- Tim Kurkjian, MLB reporter
- 0 Shares
The comeback of 45-year-old Dennis "Oil Can" Boyd for the Brockton Rox of the independent Canadian-American League was only seven innings old (no runs, eight strikeouts), and already big things were in the works.
"I'm writing a book,'' said the Can. "But it's going to be hard because every day, a new book starts. We're even talking about movie rights: The 'Oil Can' Boyd Story. The newspapers here said Denzel [Washington] or Jamie Foxx might be best to play me, but I'll probably have to play me because as we know, there's only one 'Oil Can' Boyd.''
Indeed. Dennis Boyd was 78-77 in his 10-year major-league career, which ended in 1991. There was never a dull moment, whether he was throwing shutouts (he had 10), screaming about something or speaking a language that few could understand. But it was always fun being around him.
When a Red Sox game was postponed due to fog in Cleveland it was the Can who said, "That's what you get for building a ballpark on the ocean.'' It was the Can who was not allowed to leave spring training in Winter Haven until he returned some overdue adult movies, which he eventually did, but not before one member of the Red Sox family, in the greatest line ever, called the incident The Can Film Festival.
The game is better when the Can is playing. Now he's back, pitching at one of the lowest levels of professional baseball. He says he wants to get back to the big leagues. He says he's throwing 90 mph, which is what he threw when he was at his best. He says he weighs 157 pounds, only slightly more than in his prime in the late '80s.
"I have a couple of love handles,'' he says, "but other than that, I haven't changed much.''
Indeed, he hasn't. He's still the fun-loving Can, the guy who talks incessantly, who has no need for periods or commas.
Here's a snippet of the Can talking:
"I'm doing this because I can. Secondly, I'm doing this because I love it. I have an opportunity to show what I can still do. This is a traveling circus. People will still pay to see me play. I just have to polish it up. I want to bring joy to people across the country. We're talking about starting a barnstorming team, with the 'Oil Can.' So I'm going to kick my leg up and show I can still do it. My arm is still sound. I haven't stopped throwing. It hasn't been high-intensity throwing. Three or four days a week I play long toss. I've thrown a lot of BP to junior Legion ball kids. I was at about 65 percent. I had to turn it up.
"I just woke up one morning and I could flame again. I have longevity. The Lord gave me the ability to do this. He gave the ability to maintain this. I threw through the pain. I heard a story about a guy who had a dead arm, and he wound up pitching until he was 59 years old: Leroy Paige. My father had a relationship with him. They played together in the Negro League. My uncle once pitched against Satchel Paige. He beat him in a game, 1-0.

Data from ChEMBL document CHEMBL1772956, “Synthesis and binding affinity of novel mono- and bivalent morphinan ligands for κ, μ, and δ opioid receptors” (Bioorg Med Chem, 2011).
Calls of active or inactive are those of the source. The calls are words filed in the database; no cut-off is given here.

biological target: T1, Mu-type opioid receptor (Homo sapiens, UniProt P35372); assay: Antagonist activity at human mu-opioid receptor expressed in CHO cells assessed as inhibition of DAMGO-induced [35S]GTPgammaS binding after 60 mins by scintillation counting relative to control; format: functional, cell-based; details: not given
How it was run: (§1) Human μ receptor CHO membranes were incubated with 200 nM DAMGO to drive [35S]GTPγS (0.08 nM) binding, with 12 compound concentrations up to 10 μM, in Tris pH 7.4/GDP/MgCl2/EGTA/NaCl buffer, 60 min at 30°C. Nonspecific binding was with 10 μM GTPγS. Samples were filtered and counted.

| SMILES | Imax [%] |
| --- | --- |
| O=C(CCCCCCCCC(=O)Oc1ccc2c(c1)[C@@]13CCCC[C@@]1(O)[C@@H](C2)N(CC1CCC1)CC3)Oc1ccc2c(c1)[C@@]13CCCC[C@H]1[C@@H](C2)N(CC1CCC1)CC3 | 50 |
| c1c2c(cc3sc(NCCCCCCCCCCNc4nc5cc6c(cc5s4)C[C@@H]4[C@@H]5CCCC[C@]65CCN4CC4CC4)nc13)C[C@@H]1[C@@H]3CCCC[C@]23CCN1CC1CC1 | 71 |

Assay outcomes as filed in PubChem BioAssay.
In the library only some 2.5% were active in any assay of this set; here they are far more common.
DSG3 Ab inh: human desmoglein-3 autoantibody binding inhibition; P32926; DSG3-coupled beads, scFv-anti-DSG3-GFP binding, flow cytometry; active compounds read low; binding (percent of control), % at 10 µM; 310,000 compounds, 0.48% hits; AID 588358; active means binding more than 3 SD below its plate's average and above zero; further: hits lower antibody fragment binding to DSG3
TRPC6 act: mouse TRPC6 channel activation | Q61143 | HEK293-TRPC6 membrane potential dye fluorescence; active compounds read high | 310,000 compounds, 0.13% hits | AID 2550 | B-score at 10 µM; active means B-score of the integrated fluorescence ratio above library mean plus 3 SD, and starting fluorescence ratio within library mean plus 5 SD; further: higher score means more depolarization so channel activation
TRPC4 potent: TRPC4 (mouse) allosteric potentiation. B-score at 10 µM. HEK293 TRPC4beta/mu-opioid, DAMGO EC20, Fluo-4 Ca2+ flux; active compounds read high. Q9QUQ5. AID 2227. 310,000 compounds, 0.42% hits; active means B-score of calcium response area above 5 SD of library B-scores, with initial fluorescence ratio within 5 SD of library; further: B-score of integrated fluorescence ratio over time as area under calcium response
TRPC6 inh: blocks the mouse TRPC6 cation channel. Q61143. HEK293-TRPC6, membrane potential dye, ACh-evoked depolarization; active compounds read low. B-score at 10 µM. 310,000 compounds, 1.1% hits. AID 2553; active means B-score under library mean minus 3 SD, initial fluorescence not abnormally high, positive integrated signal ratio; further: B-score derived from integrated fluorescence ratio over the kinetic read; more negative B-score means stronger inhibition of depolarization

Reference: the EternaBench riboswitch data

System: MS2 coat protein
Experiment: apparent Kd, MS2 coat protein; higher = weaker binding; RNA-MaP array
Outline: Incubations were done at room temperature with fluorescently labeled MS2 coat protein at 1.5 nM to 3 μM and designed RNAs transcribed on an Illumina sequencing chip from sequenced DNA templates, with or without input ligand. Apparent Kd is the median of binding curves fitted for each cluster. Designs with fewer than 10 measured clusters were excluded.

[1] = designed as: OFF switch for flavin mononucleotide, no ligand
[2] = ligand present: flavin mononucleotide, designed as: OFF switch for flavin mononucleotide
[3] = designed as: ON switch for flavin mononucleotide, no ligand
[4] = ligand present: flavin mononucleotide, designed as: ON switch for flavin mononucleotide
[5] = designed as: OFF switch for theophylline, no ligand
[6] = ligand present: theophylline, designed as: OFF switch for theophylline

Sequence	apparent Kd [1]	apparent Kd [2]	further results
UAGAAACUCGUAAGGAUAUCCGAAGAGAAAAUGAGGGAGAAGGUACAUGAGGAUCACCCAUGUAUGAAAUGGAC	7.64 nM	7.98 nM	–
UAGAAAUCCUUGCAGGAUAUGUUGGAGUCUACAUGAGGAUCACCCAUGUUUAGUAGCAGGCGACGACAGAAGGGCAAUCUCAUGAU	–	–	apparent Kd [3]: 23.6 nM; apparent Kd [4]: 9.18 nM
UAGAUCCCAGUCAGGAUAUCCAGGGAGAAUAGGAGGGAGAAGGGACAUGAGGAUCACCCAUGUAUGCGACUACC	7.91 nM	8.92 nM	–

"When I was a kid, about 12 or 13, I'd watch 45-year-old and 50-year-old men pitch. They showed me how to trick people. One of those men, Early Moore, is 68 years old and he's still pitching. He coached the semipro team that I played for, he'd come in and close the game. He threw changeups and breaking balls. His fastball was as fast as his changeup because he was an old man. But no one could hit him. That was willed down to me.
"I threw an eephus pitch when I was a kid. I tricked kids in Little League. It was so cute. They'd say 'that little boy can't be hit.' I learned how to change speeds. Those Little League boys looked real bad. I always had good control. I still do. I used to warm up throwing a ball through a tire hanging from a tree. I threw rocks at cans on top of a fence post from 100 feet away. It was real primitive stuff, but that's how I developed my control.
"I would love for a major-league team to give me an opportunity. I'd like to give something back. I know I can do as well as anyone right now. It's a lot easier pitching now than it used to be. The nervousness has gone away, I know how to calm myself down. I used to talk to myself so much. Now, my body just does it. I have mastered me. So, send me to [Triple-A] Pawtucket. Send me to A-ball. I don't care. Just send me anywhere to pitch.''
Yes, the game is better when the Can is playing.
Tim Kurkjian is a senior writer for ESPN The Magazine and a regular contributor to Baseball Tonight.
"Oil Can" Boyd is back pitching for the independent Brockton Rox. Yes, the world is a better place again.